As Colony Collapse Disorder reduces honey bee (Apis mellifera) populations in many countries around the world the attractiveness of native pollinators garners attention for agriculture. Mason bees (Osmia lignaria) are early spring bees that have been used successfully to pollinate orchard crops. In this work, mason bees were added to six small strawberry farms in 2014 and three small farms in 2015. All farms were large enough to be split into a control (no bees added) and an experimental plot (mason bees added). The size and growth rate of strawberries from the treatment and control plots were compared and bee homes were deployed to determine whether they would be colonized.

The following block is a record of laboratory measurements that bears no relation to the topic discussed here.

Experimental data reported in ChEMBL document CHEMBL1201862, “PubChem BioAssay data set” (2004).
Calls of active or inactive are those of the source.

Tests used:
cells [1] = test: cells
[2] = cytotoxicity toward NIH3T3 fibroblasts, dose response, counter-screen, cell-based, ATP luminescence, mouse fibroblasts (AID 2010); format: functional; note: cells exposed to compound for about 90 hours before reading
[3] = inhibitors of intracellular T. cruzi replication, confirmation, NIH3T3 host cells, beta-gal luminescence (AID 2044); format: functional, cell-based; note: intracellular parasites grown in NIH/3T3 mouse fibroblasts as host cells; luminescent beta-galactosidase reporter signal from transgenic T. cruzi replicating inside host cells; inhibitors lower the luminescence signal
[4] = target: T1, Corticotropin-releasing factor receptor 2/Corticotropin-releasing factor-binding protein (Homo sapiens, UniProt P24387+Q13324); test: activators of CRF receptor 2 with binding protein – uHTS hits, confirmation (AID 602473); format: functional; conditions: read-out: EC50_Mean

Statistical analysis (non-parametric, rank-based ANCOVA) demonstrated that mean fruit volume of berries on treatment plots (4,419 mm3) was larger than volume of berries on control plots (2,919 mm3; F(1,762) 21.836, p<0.001). Mean daily growth rate of berries on treatment plots (220 mm3/day) was also faster than growth of berries on control plots (151 mm3/day; F(1,762)21.342, p<0.001). Bee homes were colonized at a rate that varied by home type (from 4-20%). This is the first work to demonstrate that mason bees can successfully be used to pollinate, and improve fruit production, of a non woody crop.